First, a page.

According to the 1894 Kern Co Voter Registration, George was 76 yrs of age, 5 ft 7.75 inches tall, light complexion, blue eyes, brown hair and blind in the left eye. Another census put him at 5 ft, 10 inches. I would be willing to be he was a handsome man.
From: An Illustrated History of Southern California detailing George's antics from 1850-1853:
It is very difficult to read, but the best I can decipher is this:
George served his jail time and went back to Iowa circa 1853.
He is now found in Jefferson Township, Adair Co, IA. It is unknown when Lydia and family made their way to Adair County.
In April 1854, the first election occurred and George is chosen to be Adair County's first judge. He performs the first marriage of Jefferson Township, Adair County, on 7 May 1854 at the residence of William Alcorn, between William Stinson and Elizabeth F. Crow. George and Lydia’s home was on Section 35 and George was said to have the finest double log cabin in the land.
He is appointed postmaster of Adair County on 23 Mar 1855. Holadays Post Office was discontinued in 1899, but bore that title until then.
George and Lydia's next child was the first birth in Jefferson Township. Thomas Jefferson Holaday was born in the fall of 1854, but unfortunately died the following year, in the autumn of 1855. He is said to be buried in a pasture in Section 26 of Jefferson Township. He was buried with another child, William Alcorn, who was 7 or 8 years old when he died in 1853 of a rattlesnake bite. William was the first death in the county.
The next child appears to be Orpha Holaday, born about 1856. She appears on the 1856 Iowa Census in Adair Co as being "0" years old. Pauline, the next child, was born on June 19, 1856, so surely Orpha and Pauline were born nearly back to back. I've wondered if perhaps the girls were twins, but Pauline does not appear on the 1856 Census. Pauline appears on the 1860 Federal Census, though her name is partially crossed out and somewhat illegible. It was transcribed as "Palmer," but this is surely Pauline. She is listed as 3 years old and female on the 1860 census. Orpha disappears on the 1860 Census, so she has apparently died by then.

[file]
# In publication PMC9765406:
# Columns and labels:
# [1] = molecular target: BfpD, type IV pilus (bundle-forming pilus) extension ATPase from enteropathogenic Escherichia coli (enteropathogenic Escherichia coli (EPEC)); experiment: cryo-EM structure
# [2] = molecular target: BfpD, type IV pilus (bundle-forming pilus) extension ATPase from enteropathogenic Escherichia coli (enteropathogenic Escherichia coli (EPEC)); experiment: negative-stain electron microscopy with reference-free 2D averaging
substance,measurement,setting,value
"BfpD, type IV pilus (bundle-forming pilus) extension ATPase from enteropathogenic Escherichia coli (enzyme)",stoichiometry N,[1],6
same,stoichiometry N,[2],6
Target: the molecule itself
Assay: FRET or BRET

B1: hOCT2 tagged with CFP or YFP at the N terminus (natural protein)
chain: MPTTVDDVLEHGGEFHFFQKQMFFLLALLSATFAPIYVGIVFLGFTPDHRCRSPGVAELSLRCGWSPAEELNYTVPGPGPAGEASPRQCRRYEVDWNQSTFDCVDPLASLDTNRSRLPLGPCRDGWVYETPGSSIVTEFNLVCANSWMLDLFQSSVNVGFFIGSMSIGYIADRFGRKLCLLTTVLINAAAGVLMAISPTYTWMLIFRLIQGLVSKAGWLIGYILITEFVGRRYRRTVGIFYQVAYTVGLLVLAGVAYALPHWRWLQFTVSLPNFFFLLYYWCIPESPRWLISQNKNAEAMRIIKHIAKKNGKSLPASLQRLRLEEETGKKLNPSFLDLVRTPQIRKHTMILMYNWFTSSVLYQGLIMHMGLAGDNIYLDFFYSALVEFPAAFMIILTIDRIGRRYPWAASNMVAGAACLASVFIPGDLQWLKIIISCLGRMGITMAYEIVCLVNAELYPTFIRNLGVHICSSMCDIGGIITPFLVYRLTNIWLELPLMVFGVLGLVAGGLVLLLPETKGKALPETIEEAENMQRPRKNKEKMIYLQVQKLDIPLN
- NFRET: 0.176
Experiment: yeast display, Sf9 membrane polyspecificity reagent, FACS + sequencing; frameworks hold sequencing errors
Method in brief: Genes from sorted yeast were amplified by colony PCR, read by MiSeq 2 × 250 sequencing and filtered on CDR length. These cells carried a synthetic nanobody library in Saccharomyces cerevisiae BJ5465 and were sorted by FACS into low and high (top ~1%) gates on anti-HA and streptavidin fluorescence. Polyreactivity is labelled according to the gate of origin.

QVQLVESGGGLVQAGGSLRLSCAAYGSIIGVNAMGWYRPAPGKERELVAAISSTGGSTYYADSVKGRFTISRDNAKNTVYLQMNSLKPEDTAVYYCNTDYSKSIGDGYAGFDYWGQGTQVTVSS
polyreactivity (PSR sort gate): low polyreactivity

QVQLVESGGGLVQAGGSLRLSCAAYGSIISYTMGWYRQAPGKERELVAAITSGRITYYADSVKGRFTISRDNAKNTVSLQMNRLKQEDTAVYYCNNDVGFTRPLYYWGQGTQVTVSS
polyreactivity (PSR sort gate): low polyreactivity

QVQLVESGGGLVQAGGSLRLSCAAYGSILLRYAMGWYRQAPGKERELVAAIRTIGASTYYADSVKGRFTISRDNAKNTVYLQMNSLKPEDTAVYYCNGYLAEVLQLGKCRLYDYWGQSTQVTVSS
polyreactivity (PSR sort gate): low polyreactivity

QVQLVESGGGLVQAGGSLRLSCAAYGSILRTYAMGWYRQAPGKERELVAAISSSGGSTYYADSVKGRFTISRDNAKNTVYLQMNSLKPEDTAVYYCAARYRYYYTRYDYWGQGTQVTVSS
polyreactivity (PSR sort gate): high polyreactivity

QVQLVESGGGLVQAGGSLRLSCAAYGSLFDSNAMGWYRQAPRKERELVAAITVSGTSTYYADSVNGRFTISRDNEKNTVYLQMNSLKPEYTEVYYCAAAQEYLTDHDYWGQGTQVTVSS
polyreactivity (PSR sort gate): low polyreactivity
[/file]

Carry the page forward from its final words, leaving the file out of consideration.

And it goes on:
From Lydia's Obituary: "Of the eleven children born to Mrs. Holaday two died in infancy..." These two children are Thomas Jefferson and Orpha.
Sometime also circa 1856, George was off and running again, this time to Ft. Des Moines, IA, supposedly to educate his children. Lydia was said to be agreeable to this. A write up in the History of Guthrie and Adair Counties, IA, 1884, transcribed by Bobbi Pohl, states: "In the fall of 1856 he left here for Des Moines, wither he went to educate his children. He did not turn out well, leaving his wife and children to shift for themselves, and left this country with another woman. He is believed to be in California at the present time....."
George becomes a Justice of the Peace in Des Moines and served a term from 1857-1858:
Meanwhile, circa 1857-58, Lydia gives birth to their daughter, Pauline.
Unforunately, George was very busy between Adair Co and Des Moines, IA.
George met up with his to-be second wife in Des Moines in this time-frame. Her name was Elvira, and this union resulted in a child born in 1859 and he was named George Washington Holaday. His exact birth place is unknown, but is definitely Iowa, and most likely, in Des Moines.
He wasn't finished with Lydia just yet, however, as their last child, Henry Delano, was born in Madison Co, IA 10 Apr 1860. 1860 was the last year Lydia ever saw her husband.
He left in 1860 on a mining expedition to Pike's Peak. He surely took his new wife and child with him. It is said he was involved in running a freight line between Omaha, NE and Denver, CO for a few years. An as yet undetermined possible relative, Ben Holladay, owned "The Western Stage Company" and had a mail contract awarded to him on September 20, 1860 to run mail between Omaha and Ft Kearney, NE and Denver, CO. Passenger service to mining camps was added later. It is very likely George had a tie to Ben Holladay and worked for him. Additionally, Ben Holladay operated several lines that ran to Utah, Montana, Washington and Oregon. Eventually Wells Fargo purchased Ben Holladay's holdings.